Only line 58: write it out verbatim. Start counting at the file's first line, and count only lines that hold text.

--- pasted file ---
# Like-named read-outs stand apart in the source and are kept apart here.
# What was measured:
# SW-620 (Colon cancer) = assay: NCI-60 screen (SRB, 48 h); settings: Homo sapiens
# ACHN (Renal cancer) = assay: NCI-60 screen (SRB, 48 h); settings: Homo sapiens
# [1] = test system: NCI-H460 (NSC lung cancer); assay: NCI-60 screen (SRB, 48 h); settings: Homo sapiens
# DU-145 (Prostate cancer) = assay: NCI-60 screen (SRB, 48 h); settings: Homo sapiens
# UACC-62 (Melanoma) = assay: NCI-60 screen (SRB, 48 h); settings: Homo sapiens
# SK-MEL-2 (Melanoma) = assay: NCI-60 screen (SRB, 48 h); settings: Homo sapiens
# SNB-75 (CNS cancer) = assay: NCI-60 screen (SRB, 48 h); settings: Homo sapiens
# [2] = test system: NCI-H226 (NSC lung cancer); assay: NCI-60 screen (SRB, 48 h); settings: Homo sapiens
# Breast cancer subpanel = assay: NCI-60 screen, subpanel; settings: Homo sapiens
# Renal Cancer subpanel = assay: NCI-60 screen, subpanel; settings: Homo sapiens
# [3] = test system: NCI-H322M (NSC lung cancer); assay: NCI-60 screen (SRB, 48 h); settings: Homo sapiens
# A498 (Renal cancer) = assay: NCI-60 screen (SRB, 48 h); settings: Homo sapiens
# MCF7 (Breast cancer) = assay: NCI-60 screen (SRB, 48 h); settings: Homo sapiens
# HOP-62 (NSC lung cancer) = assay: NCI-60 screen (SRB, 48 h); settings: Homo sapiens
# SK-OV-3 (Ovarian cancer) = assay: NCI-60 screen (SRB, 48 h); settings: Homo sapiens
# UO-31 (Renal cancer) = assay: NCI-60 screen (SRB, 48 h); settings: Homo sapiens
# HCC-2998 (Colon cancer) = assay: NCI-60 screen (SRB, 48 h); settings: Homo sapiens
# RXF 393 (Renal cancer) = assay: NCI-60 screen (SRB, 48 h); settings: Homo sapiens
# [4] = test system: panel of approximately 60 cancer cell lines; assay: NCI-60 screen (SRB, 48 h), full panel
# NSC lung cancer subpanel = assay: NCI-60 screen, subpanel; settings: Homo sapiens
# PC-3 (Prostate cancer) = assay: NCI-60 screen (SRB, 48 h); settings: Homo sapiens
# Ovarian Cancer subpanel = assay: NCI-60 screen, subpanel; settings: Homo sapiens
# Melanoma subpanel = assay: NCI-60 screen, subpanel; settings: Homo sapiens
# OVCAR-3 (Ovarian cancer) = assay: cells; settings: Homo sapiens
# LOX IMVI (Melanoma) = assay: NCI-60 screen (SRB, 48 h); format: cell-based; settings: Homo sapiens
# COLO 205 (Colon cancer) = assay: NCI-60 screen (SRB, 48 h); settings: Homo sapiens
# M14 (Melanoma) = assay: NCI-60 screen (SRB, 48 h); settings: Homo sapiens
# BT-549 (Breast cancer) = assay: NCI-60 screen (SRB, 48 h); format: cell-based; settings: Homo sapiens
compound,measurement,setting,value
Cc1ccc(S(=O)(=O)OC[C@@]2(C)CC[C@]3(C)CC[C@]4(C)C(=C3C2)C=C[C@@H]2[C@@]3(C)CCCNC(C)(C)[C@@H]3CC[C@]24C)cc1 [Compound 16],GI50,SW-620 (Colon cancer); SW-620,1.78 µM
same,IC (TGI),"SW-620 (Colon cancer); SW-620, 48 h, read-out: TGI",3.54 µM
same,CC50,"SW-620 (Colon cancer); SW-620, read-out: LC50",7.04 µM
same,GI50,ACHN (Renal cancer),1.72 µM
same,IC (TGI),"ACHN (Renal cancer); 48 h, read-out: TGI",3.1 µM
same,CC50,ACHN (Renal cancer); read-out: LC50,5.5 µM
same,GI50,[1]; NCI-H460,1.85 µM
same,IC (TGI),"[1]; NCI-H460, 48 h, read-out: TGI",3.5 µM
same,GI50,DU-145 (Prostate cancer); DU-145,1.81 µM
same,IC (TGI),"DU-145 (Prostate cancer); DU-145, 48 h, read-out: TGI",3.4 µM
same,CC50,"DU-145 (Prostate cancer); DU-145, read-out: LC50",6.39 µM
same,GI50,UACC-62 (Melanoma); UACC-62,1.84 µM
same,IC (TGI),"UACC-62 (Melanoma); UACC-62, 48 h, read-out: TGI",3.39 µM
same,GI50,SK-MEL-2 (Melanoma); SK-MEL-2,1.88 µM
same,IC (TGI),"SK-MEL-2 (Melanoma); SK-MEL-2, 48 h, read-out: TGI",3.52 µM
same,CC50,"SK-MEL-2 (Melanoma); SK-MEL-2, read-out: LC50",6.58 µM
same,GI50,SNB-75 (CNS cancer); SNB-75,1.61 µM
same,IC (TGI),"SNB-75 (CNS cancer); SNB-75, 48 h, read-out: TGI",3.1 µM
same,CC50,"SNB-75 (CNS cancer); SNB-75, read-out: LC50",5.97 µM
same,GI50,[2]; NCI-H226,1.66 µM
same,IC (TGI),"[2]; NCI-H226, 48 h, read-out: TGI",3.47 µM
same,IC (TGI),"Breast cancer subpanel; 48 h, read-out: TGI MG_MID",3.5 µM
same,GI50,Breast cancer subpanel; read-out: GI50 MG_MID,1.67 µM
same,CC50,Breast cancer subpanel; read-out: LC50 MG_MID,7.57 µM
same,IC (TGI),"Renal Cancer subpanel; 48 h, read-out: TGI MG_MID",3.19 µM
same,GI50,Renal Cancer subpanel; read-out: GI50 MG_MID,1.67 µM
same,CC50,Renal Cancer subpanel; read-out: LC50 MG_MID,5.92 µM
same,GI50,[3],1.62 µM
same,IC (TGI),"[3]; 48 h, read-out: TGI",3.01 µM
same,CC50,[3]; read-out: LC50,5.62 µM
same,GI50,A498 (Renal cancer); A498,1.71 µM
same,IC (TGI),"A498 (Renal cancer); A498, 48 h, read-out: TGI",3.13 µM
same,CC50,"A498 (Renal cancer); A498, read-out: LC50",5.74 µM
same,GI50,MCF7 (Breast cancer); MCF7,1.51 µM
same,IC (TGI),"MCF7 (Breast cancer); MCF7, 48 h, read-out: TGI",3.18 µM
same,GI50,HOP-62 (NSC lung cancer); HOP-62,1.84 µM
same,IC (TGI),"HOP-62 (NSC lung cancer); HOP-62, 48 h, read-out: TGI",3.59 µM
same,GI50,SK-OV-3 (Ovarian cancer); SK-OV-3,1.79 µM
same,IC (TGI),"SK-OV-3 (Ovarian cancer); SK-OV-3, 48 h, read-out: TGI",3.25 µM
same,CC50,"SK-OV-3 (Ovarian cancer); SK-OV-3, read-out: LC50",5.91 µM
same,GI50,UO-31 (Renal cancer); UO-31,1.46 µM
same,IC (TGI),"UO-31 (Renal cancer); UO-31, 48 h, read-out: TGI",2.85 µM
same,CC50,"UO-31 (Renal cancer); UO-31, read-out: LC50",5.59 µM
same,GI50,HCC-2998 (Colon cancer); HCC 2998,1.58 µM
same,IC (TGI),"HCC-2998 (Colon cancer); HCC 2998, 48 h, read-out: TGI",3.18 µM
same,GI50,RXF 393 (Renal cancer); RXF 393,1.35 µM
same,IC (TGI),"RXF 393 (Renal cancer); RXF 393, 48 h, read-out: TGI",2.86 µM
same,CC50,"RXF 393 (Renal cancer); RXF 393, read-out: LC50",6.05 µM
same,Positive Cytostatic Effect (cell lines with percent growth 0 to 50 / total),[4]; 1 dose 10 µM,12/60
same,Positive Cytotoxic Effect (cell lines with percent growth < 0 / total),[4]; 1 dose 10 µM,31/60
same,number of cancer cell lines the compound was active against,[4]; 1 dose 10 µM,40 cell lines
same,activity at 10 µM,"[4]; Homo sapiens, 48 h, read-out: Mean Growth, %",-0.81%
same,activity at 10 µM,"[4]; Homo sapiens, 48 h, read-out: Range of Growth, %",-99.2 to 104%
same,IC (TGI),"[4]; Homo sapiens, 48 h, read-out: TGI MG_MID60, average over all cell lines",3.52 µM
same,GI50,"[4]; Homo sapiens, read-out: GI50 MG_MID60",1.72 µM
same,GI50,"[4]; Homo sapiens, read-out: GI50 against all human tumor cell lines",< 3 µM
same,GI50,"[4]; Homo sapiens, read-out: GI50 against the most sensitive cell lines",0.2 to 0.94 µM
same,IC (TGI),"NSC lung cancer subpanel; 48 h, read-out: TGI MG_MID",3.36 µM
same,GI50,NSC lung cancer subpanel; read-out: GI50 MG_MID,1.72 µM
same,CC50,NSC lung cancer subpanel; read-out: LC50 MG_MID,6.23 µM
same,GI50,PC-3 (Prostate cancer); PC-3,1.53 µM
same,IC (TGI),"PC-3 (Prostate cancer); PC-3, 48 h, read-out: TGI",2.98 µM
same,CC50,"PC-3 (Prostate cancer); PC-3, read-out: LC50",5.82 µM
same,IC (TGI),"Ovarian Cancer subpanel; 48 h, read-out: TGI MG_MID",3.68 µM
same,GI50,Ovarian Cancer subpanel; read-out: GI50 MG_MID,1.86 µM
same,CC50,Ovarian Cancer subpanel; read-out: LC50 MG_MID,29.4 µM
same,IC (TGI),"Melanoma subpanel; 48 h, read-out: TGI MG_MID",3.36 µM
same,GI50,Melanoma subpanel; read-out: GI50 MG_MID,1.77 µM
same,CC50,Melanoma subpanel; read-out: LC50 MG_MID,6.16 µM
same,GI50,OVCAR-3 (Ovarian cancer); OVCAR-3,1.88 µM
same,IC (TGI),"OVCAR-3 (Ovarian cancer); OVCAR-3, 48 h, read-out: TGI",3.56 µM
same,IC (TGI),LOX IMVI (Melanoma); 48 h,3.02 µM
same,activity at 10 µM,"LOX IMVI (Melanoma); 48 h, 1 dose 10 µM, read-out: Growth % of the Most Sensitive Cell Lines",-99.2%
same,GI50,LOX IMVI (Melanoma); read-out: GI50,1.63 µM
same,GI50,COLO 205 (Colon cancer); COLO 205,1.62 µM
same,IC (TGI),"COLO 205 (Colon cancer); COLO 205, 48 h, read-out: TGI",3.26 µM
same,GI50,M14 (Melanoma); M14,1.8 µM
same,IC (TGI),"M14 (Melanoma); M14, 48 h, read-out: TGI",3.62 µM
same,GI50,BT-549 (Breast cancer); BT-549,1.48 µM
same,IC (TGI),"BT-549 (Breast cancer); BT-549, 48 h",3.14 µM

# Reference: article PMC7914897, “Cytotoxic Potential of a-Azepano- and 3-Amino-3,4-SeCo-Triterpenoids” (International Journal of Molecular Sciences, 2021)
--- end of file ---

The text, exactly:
same,CC50,Renal Cancer subpanel; read-out: LC50 MG_MID,5.92 µM